No matter what type of toothbrush you prefer to use — a traditional manual brush or an electronic brush — regular maintenance and replacement is essential. Just how often you replace your toothbrush or brush head depends on a few factors, which Drs. Ali and Shery Mansouri of Serene Dental Center discuss here.
Why Toothbrushes Need to Be Replaced
The American Dental Association recommends replacing your brush or brush head every three to four months.
The primary reasons why you must replace your toothbrush are probably not what you think. You might assume that your brush accumulates a lot of bacteria that can get into your mouth and make you sick. Although studies do show that microorganisms can grow on toothbrushes, there isn’t adequate evidence that this type of growth can lead to oral or systemic health problems.
As long as you rinse your toothbrush after using it to remove remaining toothpaste and debris, store it upright and allow it to dry before its next use, you probably don’t need to replace it more than every three to four months.
Other Factors to Consider
There are a few exceptions to the ADA’s three-to-four-month guideline. Ask yourself the following:
Do the toothbrush bristles bend? If the bristles of your toothbrush or brush head have started to noticeably bend, fray or look worn, you should replace it. Bristles that have worn, frayed or become bent don’t clean the teeth as effectively.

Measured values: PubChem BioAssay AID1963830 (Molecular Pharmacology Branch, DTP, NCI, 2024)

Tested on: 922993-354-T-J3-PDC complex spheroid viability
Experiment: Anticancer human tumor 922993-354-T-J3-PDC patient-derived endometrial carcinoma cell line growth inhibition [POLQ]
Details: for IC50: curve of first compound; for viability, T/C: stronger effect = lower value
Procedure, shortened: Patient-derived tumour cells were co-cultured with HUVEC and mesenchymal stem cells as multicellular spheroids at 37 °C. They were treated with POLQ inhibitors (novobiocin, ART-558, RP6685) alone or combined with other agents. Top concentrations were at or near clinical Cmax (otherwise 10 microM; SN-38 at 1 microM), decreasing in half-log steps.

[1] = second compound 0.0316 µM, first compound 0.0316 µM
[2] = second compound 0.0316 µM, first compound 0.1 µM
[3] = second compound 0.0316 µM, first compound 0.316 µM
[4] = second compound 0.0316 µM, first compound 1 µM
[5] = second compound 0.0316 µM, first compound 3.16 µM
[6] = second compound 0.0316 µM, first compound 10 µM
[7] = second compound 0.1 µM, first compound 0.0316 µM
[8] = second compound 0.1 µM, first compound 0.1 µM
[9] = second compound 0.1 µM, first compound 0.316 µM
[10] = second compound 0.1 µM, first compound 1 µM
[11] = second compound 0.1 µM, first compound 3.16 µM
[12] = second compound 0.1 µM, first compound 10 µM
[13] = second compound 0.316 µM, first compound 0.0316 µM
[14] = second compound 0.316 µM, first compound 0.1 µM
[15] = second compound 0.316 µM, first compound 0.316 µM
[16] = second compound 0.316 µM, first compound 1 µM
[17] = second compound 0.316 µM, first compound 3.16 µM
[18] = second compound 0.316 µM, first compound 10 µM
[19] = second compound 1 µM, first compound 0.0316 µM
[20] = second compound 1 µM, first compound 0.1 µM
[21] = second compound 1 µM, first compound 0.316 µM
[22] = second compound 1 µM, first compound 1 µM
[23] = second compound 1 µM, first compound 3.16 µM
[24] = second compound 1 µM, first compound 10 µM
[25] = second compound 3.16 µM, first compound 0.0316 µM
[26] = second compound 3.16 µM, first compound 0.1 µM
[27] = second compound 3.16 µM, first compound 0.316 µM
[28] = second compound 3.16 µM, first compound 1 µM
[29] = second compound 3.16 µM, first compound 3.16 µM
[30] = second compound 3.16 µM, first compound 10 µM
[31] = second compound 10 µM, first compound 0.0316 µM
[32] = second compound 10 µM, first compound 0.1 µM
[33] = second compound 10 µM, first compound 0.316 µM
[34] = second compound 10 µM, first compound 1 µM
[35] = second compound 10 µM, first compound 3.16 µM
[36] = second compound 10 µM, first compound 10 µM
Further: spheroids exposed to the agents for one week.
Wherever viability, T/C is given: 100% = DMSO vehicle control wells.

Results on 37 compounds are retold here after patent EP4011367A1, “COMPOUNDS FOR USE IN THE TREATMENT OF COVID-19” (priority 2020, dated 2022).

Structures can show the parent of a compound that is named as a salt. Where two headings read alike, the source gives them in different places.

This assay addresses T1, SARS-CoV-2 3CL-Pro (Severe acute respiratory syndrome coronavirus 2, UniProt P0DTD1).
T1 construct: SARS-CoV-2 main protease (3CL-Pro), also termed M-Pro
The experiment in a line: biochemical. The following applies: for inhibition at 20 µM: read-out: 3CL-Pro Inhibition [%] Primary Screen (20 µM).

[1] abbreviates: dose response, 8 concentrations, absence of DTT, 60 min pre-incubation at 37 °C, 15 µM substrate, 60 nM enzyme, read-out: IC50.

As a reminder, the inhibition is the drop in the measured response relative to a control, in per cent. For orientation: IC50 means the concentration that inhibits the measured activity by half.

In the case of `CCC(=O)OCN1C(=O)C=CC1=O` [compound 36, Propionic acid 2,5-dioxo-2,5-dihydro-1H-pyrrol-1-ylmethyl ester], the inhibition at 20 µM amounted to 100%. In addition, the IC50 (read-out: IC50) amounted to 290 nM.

Have you been sick lately? Although there isn’t enough clinical evidence to show that bacterial growths on toothbrushes can cause harm, it’s best to use common sense when you have been sick. If you’ve had a bacterial or viral infection lately, replace your brush or brush head. Or, if you have a compromised immune system or low resistance to infection, you should be more vigilant about replacing your toothbrush frequently.
Has your spouse been sick lately? If your spouse has been sick lately and you store your toothbrushes together, you should both replace them.
Do your teeth feel smooth and slippery after brushing? Run your tongue along your teeth after brushing — when completely clean, they should feel smooth and slippery. If not, your brush may not be working effectively and you should replace it.